Professional Practice

What Kind of Art Teacher Are You? Redefining Your Art Teacher Identity

yellow lights that spell out we can be heroes just for one day

Teaching, as we know, is much more than a job; it is a huge piece of who we are. It’s our identity, and just like other aspects of our identity, our teaching identity shifts and pivots based on our path and personal growth. You might change schools, move to a new location, have a child, adopt a puppy, or become a principal. Something completely unexpected could also happen to make you reconsider your identity as an art teacher.

For those of you who have been teaching for more than ten years, it’s a lot easier to look back and see the progression of your teacher identity. For those of you newer to the field, it’s fun to pinpoint where you are now! And for those of you leaving the art classroom, see if any nontraditional ways to continue your passion spark an interest.

As we go through seven phases of being an art teacher, reflect on where you are now, where you have been, and where you want to go.

two hands with blue paint

Phase 1: The Fairy Art Mother

You have a glamorous vision of what your life as an art teacher will look like. You love art, people, and teaching, so the obvious choice is to become an art teacher. You will make crafts all day long, wear an apron, play with paint, and inspire others. Being an art teacher looks like so much fun!

Reality Check: Clearly romanticized, this is also known as the “everyone knows what it’s like to be a Fairy Art Mother teacher because we have all been taught by one” syndrome. Teaching looks easy because our role models were highly experienced.

Phase 2: The Young Artist Art Teacher

You are artsy and quirky. You have a flare of your own. You work your way through art school, where you probably try on a dozen identities before settling on something that feels comfortable. Each time you try something new, it feels totally awkward and completely you all in one. But you are an artist and an art teacher, so you make sure you look the part.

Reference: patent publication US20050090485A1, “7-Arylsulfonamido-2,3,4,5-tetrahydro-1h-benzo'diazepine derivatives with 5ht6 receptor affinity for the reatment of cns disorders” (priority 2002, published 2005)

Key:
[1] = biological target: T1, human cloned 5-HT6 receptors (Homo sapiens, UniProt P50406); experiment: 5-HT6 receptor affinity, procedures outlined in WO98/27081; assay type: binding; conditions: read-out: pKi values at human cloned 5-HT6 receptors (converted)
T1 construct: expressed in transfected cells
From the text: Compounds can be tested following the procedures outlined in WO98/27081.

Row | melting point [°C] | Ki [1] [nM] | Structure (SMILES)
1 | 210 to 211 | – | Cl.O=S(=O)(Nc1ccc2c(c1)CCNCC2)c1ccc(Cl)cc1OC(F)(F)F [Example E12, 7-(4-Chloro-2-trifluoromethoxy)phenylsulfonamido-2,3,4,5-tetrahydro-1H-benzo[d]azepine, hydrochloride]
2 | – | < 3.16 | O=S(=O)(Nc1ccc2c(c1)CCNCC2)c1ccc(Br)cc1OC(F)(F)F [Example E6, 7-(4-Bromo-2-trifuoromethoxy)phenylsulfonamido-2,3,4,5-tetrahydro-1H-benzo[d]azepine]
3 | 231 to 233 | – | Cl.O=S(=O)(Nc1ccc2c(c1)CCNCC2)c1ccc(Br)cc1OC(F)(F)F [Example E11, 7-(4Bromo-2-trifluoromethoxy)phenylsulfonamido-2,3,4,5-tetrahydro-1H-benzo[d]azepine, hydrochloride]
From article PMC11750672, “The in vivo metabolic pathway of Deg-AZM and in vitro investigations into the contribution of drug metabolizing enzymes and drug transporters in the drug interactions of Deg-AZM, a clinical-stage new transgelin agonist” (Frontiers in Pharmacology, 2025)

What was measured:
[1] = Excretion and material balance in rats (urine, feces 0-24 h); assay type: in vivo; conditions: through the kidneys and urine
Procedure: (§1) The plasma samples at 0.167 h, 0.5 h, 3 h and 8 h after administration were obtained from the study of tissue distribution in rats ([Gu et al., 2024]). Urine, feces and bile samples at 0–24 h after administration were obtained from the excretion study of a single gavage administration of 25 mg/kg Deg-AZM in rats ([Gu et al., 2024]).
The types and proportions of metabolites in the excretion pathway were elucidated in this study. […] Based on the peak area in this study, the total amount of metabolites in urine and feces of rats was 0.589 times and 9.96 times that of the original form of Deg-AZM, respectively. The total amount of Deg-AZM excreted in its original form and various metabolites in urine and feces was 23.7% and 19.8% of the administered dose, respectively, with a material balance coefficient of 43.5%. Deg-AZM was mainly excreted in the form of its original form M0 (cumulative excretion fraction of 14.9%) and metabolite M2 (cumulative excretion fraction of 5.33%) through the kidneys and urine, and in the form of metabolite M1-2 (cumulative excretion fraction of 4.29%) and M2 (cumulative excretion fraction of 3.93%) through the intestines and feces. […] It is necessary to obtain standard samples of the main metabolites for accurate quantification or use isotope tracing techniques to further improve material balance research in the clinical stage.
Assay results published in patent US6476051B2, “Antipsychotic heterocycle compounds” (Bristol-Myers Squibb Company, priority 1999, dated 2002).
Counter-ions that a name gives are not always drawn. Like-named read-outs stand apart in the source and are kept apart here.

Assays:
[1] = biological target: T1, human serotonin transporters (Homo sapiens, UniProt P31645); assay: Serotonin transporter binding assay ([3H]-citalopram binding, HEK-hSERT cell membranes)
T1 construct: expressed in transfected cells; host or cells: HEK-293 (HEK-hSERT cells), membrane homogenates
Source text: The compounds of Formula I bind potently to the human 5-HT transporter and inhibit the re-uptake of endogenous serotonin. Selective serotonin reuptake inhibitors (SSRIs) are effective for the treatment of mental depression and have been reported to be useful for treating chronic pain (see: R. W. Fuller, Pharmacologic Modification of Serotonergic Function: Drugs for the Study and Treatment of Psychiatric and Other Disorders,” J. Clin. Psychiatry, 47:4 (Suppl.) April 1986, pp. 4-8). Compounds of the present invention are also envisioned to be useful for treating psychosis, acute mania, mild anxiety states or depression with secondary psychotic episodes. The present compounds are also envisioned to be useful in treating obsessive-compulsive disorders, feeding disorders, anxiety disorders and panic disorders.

Reality Check: Everyone struggles to find their identity regardless of expertise or profession. The phrase “you do you” may be the understatement of the year.

yellow lights that spell out we can be heroes just for one day

Phase 3: The Hero Teacher

You studied so much educational theory you thought you would save the world through art, one student at a time. Social justice is the most powerful and effective way to teach art. You will walk into a Title 1 school and be woke. You will play guitar at the beginning of each class and will be instantly loved. After all, this is your calling.

Reality Check: While art does make a difference and will eventually save the world, it’s time to eat some humble pie and realize you aren’t the first teacher to think they are the hero. Have you seen Dangerous Minds?

Phase 4: The Perfectly Put Together Teacher

You know exactly how to hush an entire room just by simply gazing at the floor. You are the Mary Poppins of teaching. You always look incredible with your coordinated outfits. You have a calm demeanor, are always smiling, and never look frazzled.

Reality Check: Hindsight is 20/20. All teachers, even experienced ones, started out the same. All teachers have bad days, so chalk them up for what they are and don’t let it phase you. It’s a marathon, not a sprint—there are more good and bad days to come.

Phase 5: The Overachiever Teacher

You feel more comfortable in your own body and with your own voice in the classroom. You have the curriculum under your belt. But there’s always more to do, so you keep on revamping your lessons, tweaking the rubrics, and changing the pace. While you are no longer “volun-told” to be on committees, you still feel constant pressure to be and do everything. The exhaustion is real, but you “didn’t go into teaching for the money.” You love the students and the teaching, so you keep grinding through the behind-the-scenes drama and endless paperwork.

Reality Check: Every teacher is overwhelmed at some point (or all points!) of their teaching career. Teaching is really hard, and it doesn’t get any easier. But, healthy teachers get better at setting boundaries and balancing their lives.